NHL, Players' Tenor Still Positive Regarding CBA Negotiations
There are not many details "emerging from behind closed doors" regarding the current NHL CBA negotiations, a "development that provides more than a little quiet optimism that hockey won't face its third work stoppage in two decades," according to Stephen Whyno of the AP. The NHLPA has until Sunday to "decide whether to opt out of the current labor contract" as of next September after owners "decided earlier this month not to trigger their opt-out clause." The sides have met twice in the past week "to try to hammer out a CBA extension, and the fragments of reports coming out of talks suggest an environment of cooperation that is less contentious than previous negotiations." NHLPA Exec Dir Don Fehr said that these talks have "so far been 'free from rancor.'" Coyotes C Derek Stepan: "I went through the one in 2012 and it seemed a little more chaotic. But this one, it seems a little more organized and guys are on the same page, and that's a huge thing." Whyno noted several players indicated that the NHLPA is "united on what is important and how to proceed." Roughly 50 players "met last week in Chicago, and there is consensus talks are moving in the right direction." A CBA extension "could still happen over the next year if players opt out," but there is "no telling how that move might change negotiations" (AP, 9/9).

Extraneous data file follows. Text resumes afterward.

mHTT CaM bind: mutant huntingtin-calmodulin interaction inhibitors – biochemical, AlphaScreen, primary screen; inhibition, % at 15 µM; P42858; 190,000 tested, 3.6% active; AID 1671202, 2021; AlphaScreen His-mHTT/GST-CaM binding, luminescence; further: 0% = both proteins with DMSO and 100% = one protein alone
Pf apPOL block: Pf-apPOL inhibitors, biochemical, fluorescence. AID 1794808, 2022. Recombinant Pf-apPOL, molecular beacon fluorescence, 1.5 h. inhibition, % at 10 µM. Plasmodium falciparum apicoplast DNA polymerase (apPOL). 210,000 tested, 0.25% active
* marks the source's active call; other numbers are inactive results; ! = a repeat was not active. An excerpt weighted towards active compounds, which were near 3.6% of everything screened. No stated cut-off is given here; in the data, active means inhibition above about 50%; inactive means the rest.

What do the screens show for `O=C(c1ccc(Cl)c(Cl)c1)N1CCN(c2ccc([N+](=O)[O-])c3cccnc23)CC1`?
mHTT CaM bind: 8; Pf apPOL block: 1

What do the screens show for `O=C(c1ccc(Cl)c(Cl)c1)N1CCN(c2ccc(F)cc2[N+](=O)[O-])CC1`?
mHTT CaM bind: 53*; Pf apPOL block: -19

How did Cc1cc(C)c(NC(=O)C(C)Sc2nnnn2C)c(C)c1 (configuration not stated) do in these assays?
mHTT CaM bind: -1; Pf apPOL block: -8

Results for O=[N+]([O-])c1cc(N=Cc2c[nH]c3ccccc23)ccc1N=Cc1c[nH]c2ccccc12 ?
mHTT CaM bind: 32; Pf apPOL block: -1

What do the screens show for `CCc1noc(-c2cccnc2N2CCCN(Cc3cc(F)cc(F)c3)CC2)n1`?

CAP IS KING: The Hockey News' Matt Larkin said the NHL does not implement a soft salary or luxury tax to encourage bigger market team spending because Commissioner Gary Bettman is a "parity guy." Larkin: "His goal his entire tenure has been to develop those (smaller) markets and I think he prefers having as many teams as possible be competitive, even if it means you're not getting the TV ratings of dominant Kings-Rangers every year." He added, "Because of Bettman, it's going to stay the way it is." The Hockey News' Ken Campbell said the league has "never had an appetite for a luxury tax." He said, "The hard cap is king. It has kept the top salaries down. If you look at other sports, hockey's top guys are not making much more than they were making even 15 years ago, whereas in all the other three sports, the guys are making two, three, four times what they made 10 years ago, 15 years ago" (THEHOCKEYNEWS.com, 9/9).